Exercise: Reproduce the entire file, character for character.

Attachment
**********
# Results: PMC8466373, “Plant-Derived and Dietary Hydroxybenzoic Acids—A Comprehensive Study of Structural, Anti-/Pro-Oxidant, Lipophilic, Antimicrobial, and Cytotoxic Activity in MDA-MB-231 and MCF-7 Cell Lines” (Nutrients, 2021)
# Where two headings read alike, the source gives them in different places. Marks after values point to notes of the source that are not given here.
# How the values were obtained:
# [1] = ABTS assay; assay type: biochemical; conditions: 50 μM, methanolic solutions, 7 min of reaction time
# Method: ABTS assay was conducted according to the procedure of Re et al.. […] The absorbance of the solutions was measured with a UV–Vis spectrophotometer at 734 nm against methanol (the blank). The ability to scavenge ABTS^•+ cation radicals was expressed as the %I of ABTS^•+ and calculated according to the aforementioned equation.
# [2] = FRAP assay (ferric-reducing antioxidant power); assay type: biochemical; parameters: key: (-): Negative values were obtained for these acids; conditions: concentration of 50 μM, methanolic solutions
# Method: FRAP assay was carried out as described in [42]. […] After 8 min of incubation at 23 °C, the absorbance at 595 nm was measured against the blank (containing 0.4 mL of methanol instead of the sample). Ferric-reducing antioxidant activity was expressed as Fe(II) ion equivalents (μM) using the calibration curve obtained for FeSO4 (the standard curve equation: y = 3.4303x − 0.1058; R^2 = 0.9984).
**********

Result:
# Results: PMC8466373, “Plant-Derived and Dietary Hydroxybenzoic Acids—A Comprehensive Study of Structural, Anti-/Pro-Oxidant, Lipophilic, Antimicrobial, and Cytotoxic Activity in MDA-MB-231 and MCF-7 Cell Lines” (Nutrients, 2021)
# Where two headings read alike, the source gives them in different places. Marks after values point to notes of the source that are not given here.
# How the values were obtained:
# [1] = ABTS assay; assay type: biochemical; conditions: 50 μM, methanolic solutions, 7 min of reaction time
# Method: ABTS assay was conducted according to the procedure of Re et al.. […] The absorbance of the solutions was measured with a UV–Vis spectrophotometer at 734 nm against methanol (the blank). The ability to scavenge ABTS^•+ cation radicals was expressed as the %I of ABTS^•+ and calculated according to the aforementioned equation.
# [2] = FRAP assay (ferric-reducing antioxidant power); assay type: biochemical; parameters: key: (-): Negative values were obtained for these acids; conditions: concentration of 50 μM, methanolic solutions
# Method: FRAP assay was carried out as described in [42]. […] After 8 min of incubation at 23 °C, the absorbance at 595 nm was measured against the blank (containing 0.4 mL of methanol instead of the sample). Ferric-reducing antioxidant activity was expressed as Fe(II) ion equivalents (μM) using the calibration curve obtained for FeSO4 (the standard curve equation: y = 3.4303x − 0.1058; R^2 = 0.9984).